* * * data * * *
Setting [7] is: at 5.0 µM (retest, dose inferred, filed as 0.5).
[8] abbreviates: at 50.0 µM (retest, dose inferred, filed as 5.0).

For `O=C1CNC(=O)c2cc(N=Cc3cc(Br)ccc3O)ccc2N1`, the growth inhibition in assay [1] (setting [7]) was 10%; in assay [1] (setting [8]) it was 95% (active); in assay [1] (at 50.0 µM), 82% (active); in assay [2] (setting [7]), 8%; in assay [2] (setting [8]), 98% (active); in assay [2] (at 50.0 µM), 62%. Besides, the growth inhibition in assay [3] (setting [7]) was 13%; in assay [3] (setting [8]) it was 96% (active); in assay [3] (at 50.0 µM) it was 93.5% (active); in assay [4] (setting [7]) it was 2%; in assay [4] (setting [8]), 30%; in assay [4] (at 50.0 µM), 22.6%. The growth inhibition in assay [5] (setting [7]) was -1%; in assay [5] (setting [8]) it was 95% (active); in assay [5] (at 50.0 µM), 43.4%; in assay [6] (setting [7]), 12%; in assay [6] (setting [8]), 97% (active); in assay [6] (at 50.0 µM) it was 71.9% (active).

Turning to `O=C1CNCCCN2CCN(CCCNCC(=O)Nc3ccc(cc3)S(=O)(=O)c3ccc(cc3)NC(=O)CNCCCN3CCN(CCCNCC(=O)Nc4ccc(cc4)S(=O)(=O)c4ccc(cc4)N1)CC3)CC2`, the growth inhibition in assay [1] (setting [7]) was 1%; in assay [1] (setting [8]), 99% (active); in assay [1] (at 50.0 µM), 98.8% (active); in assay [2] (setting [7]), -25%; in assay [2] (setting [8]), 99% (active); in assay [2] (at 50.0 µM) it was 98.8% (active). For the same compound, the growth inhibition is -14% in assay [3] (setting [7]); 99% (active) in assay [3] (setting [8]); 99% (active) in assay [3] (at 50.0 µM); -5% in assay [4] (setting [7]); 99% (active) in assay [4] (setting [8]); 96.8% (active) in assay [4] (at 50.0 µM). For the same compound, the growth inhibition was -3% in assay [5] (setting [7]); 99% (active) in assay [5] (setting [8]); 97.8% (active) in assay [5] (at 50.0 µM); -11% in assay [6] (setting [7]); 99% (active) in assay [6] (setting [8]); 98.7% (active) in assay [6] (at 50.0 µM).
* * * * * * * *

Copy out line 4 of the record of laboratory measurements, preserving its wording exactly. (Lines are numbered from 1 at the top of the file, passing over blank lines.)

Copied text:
Turning to `O=C1CNCCCN2CCN(CCCNCC(=O)Nc3ccc(cc3)S(=O)(=O)c3ccc(cc3)NC(=O)CNCCCN3CCN(CCCNCC(=O)Nc4ccc(cc4)S(=O)(=O)c4ccc(cc4)N1)CC3)CC2`, the growth inhibition in assay [1] (setting [7]) was 1%; in assay [1] (setting [8]), 99% (active); in assay [1] (at 50.0 µM), 98.8% (active); in assay [2] (setting [7]), -25%; in assay [2] (setting [8]), 99% (active); in assay [2] (at 50.0 µM) it was 98.8% (active). For the same compound, the growth inhibition is -14% in assay [3] (setting [7]); 99% (active) in assay [3] (setting [8]); 99% (active) in assay [3] (at 50.0 µM); -5% in assay [4] (setting [7]); 99% (active) in assay [4] (setting [8]); 96.8% (active) in assay [4] (at 50.0 µM). For the same compound, the growth inhibition was -3% in assay [5] (setting [7]); 99% (active) in assay [5] (setting [8]); 97.8% (active) in assay [5] (at 50.0 µM); -11% in assay [6] (setting [7]); 99% (active) in assay [6] (setting [8]); 98.7% (active) in assay [6] (at 50.0 µM).